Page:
So much has happened since then!
At the time, my focus was on the Mzinga Trainer, a tool for improving my board evaluation function, ie. if I look at a given board, how accurately can I answer: who is winning and by how much?
The Mzinga Trainer does this through a genetic evolution algorithm, whereby a population of AIs (each with their own evaluation function) endlessly battle one another, and the winners earn the right to “breed” new AIs (passing on a mix of both parents’ functions) while the losers get culled from the population.
So in July 2016, I was just getting AIs to battle one another. Fast forward to July 2017, and I had:
- A feature-rich Trainer with dozens of options, including support for running multiple battles concurrently on different processors
- A refactored AI, making it much easier to validate that I was implementing the algorithms properly
- Some key performance tests to evaluate changes to the core code
I had also spent several hundreds of hours of computing time in running experiments with the Trainer. Hundreds of AIs lived and died as I tweaked parameters and followed the most successful AIs (and their children). But by July 2017 I stepped away from Mzinga and started spending my spare time on other projects.
Then around December of last year, having not touched Mzinga for months, I suddenly had the inspiration for how to fix a particular performance bug I’d had, and by the start of the new year, I was back on the Mzinga bandwagon.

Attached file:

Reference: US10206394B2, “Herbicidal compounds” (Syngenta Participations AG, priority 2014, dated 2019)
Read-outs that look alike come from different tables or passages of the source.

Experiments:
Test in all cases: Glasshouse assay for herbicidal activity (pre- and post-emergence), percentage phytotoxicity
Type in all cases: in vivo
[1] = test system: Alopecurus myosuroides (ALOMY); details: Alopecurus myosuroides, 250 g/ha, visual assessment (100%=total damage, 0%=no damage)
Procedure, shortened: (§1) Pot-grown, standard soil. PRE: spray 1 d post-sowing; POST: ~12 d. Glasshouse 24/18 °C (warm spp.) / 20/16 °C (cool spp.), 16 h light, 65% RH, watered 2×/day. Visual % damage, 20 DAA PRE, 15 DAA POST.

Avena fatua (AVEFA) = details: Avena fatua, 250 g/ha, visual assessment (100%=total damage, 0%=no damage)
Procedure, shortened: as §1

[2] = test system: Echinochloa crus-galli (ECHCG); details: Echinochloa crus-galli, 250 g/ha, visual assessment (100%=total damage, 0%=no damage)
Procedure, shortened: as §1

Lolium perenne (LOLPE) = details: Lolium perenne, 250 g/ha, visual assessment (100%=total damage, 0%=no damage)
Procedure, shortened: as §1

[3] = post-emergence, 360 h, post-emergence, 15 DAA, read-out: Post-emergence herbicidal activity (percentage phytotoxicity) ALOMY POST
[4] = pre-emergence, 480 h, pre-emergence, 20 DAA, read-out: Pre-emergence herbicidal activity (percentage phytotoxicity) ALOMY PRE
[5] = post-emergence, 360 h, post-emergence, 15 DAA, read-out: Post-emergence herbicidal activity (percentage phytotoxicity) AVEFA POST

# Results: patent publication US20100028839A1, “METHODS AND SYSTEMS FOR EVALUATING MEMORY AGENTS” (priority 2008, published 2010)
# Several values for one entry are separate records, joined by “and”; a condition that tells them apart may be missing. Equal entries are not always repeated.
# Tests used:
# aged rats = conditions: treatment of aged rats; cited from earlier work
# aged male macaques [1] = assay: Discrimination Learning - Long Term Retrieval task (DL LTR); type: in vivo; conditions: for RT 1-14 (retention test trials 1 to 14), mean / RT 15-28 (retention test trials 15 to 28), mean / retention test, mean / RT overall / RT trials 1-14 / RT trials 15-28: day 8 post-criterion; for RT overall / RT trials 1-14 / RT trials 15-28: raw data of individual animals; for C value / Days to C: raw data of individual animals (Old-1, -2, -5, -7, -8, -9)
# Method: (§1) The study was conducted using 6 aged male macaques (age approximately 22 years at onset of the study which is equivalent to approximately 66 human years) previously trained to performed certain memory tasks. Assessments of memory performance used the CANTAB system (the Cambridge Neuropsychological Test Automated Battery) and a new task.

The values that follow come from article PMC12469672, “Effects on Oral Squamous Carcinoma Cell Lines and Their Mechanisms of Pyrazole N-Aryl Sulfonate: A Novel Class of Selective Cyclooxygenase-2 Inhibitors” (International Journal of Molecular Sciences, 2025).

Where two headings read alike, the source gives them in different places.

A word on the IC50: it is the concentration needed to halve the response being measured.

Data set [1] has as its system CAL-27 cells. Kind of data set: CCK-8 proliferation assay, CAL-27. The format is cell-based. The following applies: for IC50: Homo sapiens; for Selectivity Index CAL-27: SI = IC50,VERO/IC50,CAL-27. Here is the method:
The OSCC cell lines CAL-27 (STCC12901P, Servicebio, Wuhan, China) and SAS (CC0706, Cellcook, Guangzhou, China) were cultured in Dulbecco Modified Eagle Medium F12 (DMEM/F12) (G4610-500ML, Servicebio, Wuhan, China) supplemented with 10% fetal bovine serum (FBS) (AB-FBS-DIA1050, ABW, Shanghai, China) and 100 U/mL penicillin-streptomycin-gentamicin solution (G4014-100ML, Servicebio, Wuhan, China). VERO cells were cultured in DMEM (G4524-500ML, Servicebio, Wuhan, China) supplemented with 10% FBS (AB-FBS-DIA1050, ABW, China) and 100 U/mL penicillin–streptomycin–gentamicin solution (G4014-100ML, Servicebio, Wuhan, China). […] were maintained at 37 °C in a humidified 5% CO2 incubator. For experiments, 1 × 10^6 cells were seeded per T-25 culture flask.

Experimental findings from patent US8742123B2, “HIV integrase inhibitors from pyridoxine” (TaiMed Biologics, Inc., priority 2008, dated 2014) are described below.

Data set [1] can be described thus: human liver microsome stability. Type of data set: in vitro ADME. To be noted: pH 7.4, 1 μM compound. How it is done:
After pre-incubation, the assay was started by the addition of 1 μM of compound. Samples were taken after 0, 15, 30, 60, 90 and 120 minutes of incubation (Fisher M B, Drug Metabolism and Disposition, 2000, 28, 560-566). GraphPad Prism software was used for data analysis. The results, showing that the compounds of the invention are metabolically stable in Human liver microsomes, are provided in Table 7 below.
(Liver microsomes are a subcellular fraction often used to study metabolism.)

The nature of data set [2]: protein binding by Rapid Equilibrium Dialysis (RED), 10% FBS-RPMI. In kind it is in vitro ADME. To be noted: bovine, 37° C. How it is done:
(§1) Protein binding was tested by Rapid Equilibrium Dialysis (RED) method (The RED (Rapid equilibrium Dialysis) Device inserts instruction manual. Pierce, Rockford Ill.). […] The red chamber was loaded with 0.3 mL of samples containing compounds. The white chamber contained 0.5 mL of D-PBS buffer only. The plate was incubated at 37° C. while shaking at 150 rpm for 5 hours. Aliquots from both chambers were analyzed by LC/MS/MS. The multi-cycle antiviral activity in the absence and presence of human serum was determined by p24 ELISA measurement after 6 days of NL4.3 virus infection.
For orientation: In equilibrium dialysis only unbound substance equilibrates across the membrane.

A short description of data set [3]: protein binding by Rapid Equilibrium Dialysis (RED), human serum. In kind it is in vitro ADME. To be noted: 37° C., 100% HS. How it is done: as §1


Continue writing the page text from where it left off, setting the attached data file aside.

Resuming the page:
Since I’d spent so much time on the Trainer, from a regular user’s perspective, Mzinga hadn’t changed much since 2016. The Viewer (where you can actually play games) had seen some minor bug fixes, and while the Engine (with the core of the game and the AI), was technically faster and stronger, I doubt it was noticeable to most players. I regularly lose to people playing for the first time, and I could still beat the Mzinga AI.
I spent most of January focused on code performance – nothing AI-specific, nothing that needed any study or research, just analyzing the code and removing every little bottleneck I could find.
Then, after nearly eight years on my venerable, dual-core laptop, I finally bit the bullet and bought a new PC. A custom, fancy, rocking, eight-core beast with horsepower to spare. And wouldn’t you know, suddenly I had an interest in hitting the old chess AI sites and researching how the best chess AIs take advantage of multiple processors.
Now Mzinga’s AI is starting to get fancy:
- It spreads its search across multiple processors, via “Lazy SMP”
- It searches during your turn instead of waiting, aka “Pondering”
- When it finds the “best move”, it peeks just a little further ahead to make sure, via “Quiescence Search”
- It keeps you updated each time it finds a better move
On top of all that, everything is all nice and asynchronous, meaning I can cancel a search when I want to. I don’t have to say, “search 2 moves deep” or “search for 5 seconds” and then sit and wait for it to stop. If I want to stop it early, I can. If I want to just let it search, I can, and stop it when I’m good and ready.
Now sometimes the AI beats me.
I’ve also started addressing the Mzinga Viewer:
- It’s faster and more responsive
- It’s finally got some options, so you can tweak your experience:
- Do you like your pieces with the flat or the pointy side up?
- Do you want pieces that can’t move to be “grayed-out”?
- Do you want to see certain things highlighted, like your opponents last move or what the valid moves are?
Some of these features are new, but some already existed in the Viewer and were always on because I liked them. Now you can turn them off if you don’t.
These are just a taste of how much Mzinga has changed, and there’s still more to come! Check it out today if you haven’t and send your feedback my way!